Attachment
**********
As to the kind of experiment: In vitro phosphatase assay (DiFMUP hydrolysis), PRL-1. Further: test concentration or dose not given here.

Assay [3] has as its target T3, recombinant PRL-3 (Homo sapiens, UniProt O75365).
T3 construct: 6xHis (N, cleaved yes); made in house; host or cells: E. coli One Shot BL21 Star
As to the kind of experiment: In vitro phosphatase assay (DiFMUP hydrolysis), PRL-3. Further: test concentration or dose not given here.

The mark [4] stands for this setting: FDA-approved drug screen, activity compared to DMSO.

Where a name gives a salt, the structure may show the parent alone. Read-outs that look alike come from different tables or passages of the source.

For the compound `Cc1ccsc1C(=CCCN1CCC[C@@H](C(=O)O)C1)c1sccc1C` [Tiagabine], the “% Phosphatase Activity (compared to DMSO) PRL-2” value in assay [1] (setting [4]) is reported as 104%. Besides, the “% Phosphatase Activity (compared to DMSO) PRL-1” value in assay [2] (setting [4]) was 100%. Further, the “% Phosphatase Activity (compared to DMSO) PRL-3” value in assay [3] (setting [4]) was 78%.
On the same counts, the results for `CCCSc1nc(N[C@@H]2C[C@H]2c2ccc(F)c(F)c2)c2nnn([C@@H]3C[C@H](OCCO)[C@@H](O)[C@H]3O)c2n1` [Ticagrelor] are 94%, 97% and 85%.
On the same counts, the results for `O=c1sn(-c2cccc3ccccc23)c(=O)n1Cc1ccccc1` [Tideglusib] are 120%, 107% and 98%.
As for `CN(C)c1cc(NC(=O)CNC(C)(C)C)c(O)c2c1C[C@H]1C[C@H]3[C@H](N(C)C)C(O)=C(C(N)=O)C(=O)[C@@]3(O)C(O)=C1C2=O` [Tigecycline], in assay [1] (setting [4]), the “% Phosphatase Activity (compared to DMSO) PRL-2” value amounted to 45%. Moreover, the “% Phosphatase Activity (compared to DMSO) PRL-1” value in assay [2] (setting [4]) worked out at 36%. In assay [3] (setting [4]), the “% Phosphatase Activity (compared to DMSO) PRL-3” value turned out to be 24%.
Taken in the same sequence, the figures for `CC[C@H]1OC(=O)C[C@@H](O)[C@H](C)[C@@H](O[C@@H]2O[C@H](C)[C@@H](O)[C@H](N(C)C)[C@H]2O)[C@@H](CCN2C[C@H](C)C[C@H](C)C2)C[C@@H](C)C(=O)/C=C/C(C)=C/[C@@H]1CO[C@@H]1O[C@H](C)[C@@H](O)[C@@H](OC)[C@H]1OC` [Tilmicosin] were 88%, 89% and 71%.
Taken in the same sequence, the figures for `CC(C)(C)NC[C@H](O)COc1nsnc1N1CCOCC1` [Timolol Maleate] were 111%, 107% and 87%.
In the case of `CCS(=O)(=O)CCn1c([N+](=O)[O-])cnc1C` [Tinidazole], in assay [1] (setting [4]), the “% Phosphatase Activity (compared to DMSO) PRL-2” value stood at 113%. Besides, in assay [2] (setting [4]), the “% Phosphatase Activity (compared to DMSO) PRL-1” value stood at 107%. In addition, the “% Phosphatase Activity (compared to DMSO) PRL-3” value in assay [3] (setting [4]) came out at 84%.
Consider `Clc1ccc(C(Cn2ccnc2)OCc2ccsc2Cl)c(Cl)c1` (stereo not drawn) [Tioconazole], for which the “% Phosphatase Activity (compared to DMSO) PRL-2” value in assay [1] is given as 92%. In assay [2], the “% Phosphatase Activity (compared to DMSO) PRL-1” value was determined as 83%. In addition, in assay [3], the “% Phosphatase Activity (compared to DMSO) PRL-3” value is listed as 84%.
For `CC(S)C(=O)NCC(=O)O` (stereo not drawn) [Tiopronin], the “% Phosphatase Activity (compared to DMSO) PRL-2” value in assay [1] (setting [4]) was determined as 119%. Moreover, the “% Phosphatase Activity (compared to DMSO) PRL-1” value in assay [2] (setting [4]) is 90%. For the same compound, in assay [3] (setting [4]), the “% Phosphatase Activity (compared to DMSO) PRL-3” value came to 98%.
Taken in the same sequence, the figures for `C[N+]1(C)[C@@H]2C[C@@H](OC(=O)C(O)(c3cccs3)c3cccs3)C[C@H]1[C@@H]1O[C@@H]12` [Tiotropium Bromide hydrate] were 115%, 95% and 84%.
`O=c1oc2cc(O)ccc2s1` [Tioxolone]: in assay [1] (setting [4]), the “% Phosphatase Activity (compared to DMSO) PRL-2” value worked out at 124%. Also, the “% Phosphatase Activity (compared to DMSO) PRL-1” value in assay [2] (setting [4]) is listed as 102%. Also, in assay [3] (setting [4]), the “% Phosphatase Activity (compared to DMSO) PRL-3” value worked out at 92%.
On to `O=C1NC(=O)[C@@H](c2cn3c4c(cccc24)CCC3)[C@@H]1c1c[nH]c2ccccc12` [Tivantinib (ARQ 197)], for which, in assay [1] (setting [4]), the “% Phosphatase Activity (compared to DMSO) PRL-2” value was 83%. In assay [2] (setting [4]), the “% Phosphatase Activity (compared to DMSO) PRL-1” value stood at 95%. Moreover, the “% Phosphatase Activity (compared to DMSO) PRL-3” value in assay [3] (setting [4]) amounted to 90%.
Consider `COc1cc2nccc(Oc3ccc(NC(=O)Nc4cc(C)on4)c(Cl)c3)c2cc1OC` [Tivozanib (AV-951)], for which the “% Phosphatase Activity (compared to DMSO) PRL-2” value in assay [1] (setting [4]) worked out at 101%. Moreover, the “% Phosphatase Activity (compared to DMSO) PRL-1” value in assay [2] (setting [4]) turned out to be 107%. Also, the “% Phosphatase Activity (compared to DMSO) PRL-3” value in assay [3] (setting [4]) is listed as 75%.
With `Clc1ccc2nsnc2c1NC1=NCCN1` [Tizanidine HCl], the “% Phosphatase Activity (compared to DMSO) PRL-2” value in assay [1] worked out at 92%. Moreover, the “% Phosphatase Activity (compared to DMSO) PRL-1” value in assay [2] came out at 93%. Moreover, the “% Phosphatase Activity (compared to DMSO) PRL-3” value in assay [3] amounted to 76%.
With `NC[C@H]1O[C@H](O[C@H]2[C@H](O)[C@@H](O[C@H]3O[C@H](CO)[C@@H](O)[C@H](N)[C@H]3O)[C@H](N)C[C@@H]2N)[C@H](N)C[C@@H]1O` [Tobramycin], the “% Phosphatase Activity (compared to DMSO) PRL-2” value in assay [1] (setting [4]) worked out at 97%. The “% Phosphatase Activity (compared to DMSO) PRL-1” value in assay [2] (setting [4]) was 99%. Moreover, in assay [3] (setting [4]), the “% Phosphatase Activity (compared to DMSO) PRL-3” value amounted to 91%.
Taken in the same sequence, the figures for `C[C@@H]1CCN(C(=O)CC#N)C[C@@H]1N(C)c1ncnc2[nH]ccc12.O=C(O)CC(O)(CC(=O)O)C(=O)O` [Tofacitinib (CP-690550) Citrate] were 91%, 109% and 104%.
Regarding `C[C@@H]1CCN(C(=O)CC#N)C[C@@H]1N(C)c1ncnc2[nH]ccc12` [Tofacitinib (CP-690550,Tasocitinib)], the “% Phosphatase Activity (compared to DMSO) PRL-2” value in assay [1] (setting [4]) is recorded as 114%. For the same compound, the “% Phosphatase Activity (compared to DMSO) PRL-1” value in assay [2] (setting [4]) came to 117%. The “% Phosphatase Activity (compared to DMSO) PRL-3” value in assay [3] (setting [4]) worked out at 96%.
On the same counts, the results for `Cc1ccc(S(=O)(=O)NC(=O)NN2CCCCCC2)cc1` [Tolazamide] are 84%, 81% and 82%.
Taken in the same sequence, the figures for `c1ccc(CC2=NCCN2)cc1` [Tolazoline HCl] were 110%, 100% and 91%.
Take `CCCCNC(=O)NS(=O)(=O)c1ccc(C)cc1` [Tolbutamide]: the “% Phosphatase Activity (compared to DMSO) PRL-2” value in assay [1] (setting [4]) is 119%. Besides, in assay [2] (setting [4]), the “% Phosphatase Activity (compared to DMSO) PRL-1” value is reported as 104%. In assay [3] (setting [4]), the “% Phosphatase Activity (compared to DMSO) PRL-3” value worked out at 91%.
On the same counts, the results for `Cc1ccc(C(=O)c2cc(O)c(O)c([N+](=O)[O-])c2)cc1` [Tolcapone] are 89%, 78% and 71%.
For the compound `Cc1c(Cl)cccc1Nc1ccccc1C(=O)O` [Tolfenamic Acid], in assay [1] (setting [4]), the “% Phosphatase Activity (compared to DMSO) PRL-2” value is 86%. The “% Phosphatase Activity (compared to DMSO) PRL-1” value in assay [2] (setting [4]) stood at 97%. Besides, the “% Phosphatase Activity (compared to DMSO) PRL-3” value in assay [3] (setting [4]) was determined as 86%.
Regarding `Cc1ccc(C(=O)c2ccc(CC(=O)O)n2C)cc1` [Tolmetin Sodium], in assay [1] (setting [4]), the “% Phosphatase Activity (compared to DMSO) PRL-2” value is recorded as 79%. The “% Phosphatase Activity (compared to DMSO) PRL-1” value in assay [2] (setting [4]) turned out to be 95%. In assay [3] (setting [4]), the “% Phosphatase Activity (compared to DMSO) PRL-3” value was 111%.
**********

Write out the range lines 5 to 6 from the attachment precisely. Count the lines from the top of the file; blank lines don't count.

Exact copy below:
The mark [4] stands for this setting: FDA-approved drug screen, activity compared to DMSO.

Where a name gives a salt, the structure may show the parent alone. Read-outs that look alike come from different tables or passages of the source.